However, Jesse stepped up and took the lead in the family to make sure the four of us and along and to make sure each family member – including him – got what they needed to feel a sense of belonging and to make our family work. And, with his leadership and firm intention for us to keep our vows made as a family on the May 27th, working together is what we did.
That led to the Growth and Development Stage for co-creating a safe conversational environment for building a solid foundation for a strong bond and relationship, based on mutual values of expressing love, support, appreciations, and respect for each other, while having fun together.
How did we learn to live together and get along as a family that was also blended? Here’s the “secret sauce” that kept us on track.
We used what we learned from all those personal, professional and growth training to develop a family vision, purpose and vision to make sure that everybody’s individuality was honored and supported. We also had a vision, purpose, and mission.
- We co-created a safe conversational environment to talk and listen to each other with respect, as we figured out how to live together on a daily basis under one roof.
- We figured out how we were going to live together under one roof; because we know that one of the things that’s most difficult to do is living with someone under the same roof who has a different personality and needs. This difficulty may (sometimes) include a different way of looking at the world, and a different way of getting things.
- The person who had the biggest challenge was me, because I was single after my divorce and was accustomed to living by myself with my own rules, my own way of keeping the house together, my own way of having meals and making life work. So, I had to adjust to three people who were accustomed to living together and being together and functioning in a very specific kind of way. And so, again, thanks to Jesse, he figured out how we could make that work.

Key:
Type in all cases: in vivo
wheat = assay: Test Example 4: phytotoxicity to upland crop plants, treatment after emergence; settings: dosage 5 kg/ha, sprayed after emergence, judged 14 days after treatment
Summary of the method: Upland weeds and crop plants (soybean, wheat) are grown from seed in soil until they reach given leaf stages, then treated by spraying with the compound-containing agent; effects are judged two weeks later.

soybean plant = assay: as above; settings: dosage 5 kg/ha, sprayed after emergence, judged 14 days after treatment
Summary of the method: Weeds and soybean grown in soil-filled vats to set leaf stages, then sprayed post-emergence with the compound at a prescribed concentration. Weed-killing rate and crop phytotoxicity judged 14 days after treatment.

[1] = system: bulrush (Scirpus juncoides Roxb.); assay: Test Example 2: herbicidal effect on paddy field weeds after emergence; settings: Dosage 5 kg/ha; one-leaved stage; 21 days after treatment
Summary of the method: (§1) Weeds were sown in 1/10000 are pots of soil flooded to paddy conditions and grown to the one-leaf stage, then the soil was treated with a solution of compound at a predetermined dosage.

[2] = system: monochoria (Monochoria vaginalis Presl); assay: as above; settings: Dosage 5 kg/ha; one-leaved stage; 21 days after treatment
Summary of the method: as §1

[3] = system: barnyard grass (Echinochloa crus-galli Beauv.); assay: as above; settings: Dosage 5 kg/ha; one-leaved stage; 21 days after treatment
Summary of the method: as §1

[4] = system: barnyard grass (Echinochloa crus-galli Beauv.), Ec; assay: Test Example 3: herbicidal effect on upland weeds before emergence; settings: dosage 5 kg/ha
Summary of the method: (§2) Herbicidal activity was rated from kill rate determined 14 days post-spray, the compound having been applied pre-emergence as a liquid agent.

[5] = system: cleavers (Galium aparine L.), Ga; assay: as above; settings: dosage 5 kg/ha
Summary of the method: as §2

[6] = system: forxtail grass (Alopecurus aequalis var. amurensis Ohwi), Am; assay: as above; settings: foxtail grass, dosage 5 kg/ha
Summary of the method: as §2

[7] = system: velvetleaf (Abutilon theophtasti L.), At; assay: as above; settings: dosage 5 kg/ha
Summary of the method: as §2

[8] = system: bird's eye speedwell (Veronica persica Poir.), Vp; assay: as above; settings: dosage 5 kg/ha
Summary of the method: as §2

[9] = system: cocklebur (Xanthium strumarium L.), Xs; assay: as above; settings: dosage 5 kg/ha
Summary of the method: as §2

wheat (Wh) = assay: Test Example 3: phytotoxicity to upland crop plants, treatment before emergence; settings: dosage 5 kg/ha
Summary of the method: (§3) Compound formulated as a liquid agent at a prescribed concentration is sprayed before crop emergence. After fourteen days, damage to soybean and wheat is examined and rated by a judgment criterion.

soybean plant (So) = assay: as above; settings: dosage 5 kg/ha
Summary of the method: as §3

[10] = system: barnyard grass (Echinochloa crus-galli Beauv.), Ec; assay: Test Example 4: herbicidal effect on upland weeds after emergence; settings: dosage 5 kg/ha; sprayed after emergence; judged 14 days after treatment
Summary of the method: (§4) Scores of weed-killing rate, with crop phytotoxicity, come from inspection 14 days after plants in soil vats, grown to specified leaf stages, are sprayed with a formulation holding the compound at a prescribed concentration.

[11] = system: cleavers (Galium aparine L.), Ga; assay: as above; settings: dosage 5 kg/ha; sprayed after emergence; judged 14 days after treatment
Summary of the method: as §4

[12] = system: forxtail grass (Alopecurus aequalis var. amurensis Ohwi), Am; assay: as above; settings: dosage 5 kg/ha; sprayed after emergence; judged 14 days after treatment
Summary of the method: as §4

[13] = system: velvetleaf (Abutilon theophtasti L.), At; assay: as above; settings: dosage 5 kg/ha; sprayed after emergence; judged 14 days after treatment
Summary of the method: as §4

- We honored that we were (and still are) entirely different individuals with four different personalities, and (often times) different ways of looking at the world and situations. We also had different needs for being together and for living our lives.
- One of the essential ways of making it work was family meetings, which fulfilled the purpose of getting to know each other, to share what was going on with each other, and to ask how to support each other.
- Family meetings worked, and we continue to have them today with both Paul and Brian being adults and living their own.
Main tools that we recommend for making blended families work:
- Get to know each other by talking to each other versus at each other and listening deeply;
- Cultivate a sense of belonging in the blended family unit;
- Start family meetings to provide a formal way of talking to each other;
- Create an informal way of talking to each other (on a day to day basis); and,
- Work together toward having respect for each other, which is important (When we had disagreements, the bigger goal was to work it out respectfully and kindly. It doesn’t mean that things didn’t get heated at times, because they did. However, we figured out how to talk, using dialogue as our primary tool).
Email us for a free copy of our “Support Meeting Format” at email@example.com.
We would love to hear your thoughts and comments!
To your relationship success,
Jesse and Melva
About the author(s)
Jesse Johnson and Melva Thomas-Johnson
As Marriage/Couples/Relationship Coaches & Counselors, Jesse and Melva Johnson, are committed to supporting healthy relationships. They have over 60+ years of combined experience as psychotherapists, relationship educators, workshop leaders, public speakers, authors, and consultants. They have also appeared on local and national radio and television shows and in numerous print media.You can read their latest book, Mining for Gold in Your Marriage, which is available on Amazon.com.